Vet tells animal stories with compassionate voice
“Tell Me Where It Hurts,” by Dr. Nick Trout. Broadway Books. 2008. 286 pp. $22.95.
By Mary Rice Patterson
For the Salisbury Post
Dr. Nick Trout tells of his life as he starts a hectic day at the Angell Animal Medical Center in “Tell Me Where It Hurts.”
The structure of his book is set up for a day, but through flashbacks he tells much of his life as an animal surgeon. His main character, Sage, is a 10-year-old shepherd who will die without emergency surgery for a serious stomach condition. Many surgeries are performed on dogs because they have eaten some strange object such as a shoestring.
Trout writes in an easy, conversational style, explaining many heartrending situations with great understanding. He gives the reader an insight into the care a vet has for his patients and their owners, for many of whom pets are like family. Owners will expect all efforts possible to be taken to relieve their beloved pet’s pain and extend its life.
Other medical doctors might regard veterinary medicine as crude, plodding and nebulous. However, as the reader follows this story, he will be surprised at the knowledge, expertise and patience expended in each diagnosis.One question owners are forced to answer is “How much is my pet worth to me?”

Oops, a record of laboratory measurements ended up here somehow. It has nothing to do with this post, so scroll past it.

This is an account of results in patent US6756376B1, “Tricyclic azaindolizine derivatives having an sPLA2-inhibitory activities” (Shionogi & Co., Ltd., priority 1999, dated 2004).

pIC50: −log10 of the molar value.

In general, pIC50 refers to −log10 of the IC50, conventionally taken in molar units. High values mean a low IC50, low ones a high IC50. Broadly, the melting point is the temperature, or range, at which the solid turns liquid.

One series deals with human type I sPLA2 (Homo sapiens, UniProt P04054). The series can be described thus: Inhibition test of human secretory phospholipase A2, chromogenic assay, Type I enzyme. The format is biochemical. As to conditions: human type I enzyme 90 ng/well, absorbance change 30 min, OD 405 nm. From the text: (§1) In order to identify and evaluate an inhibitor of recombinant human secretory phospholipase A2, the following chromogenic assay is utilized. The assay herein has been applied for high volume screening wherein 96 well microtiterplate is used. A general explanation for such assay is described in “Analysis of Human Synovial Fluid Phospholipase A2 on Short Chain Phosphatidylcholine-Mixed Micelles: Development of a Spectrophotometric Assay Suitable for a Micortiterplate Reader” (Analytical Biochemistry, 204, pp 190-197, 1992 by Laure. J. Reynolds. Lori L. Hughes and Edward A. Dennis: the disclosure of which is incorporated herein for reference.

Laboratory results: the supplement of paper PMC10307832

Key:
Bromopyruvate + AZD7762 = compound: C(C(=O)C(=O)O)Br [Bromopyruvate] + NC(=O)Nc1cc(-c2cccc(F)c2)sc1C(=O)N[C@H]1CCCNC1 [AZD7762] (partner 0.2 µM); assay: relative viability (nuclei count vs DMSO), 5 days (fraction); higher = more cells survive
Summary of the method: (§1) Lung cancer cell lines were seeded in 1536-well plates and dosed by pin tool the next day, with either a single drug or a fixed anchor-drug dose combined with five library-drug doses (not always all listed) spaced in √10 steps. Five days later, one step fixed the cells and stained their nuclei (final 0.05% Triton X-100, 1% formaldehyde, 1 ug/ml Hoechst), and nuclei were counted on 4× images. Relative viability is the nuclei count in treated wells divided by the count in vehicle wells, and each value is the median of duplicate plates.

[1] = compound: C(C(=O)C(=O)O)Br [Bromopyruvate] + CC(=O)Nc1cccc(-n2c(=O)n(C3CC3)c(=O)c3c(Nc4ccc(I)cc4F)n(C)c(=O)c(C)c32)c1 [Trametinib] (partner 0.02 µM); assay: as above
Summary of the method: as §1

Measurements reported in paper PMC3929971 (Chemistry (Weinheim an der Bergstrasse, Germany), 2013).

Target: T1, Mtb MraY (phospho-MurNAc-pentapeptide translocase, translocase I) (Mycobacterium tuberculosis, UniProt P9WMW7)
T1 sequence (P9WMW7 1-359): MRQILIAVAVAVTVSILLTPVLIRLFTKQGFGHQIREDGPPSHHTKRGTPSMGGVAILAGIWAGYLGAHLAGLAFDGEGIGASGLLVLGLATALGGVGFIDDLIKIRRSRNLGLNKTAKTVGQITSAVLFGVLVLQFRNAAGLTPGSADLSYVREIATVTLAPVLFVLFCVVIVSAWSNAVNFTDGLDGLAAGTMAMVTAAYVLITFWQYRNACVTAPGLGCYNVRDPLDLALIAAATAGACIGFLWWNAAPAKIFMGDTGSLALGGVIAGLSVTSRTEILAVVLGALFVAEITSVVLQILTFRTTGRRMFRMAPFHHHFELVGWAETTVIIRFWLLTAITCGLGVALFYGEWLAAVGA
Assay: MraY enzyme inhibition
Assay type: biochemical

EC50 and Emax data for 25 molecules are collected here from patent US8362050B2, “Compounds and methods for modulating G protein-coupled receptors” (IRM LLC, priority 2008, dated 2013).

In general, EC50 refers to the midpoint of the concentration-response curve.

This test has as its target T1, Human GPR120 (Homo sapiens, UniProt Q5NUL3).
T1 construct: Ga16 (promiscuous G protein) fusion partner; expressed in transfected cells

The doctor does discuss the cost of procedures which sound like human’s problems, such as hip replacements, cardiac pacemakers, radiation treatments and chemotherapy. For Sage, the bill was coming up on $4,000.
When comparing pets to children and all of the carefree, unconditional love we give them, chances are they will outlive us. We believe we will not have to bury them. Not so our pets. We lose them and life goes on.
In talking to a colleague, he asks the secret for his success. Trout answers, “Closed circuit TV! They’re everywhere in this treatment area, kennels, intensive care, recovery, even in surgery.”
Where does one view this? Trout continues, “The waiting room! The owners appreciate that this is real and they’re not watching an episode of ER.” Wow.
Trout could be compared to the Dog Whisperer. He graduated from veterinary school at the University of Cambridge, England, in 1989, and is a diplomate of the American and European Colleges of Veterinary Surgeons and a staff surgeon at the Angell Animal Medical Center in Boston.
He lives in Massachusetts with his wife, daughters and two dogs, Meg, their yellow labrador, and Sophie, a Jack Russell terrier.
Mary Rice Patterson lives in China Grove.
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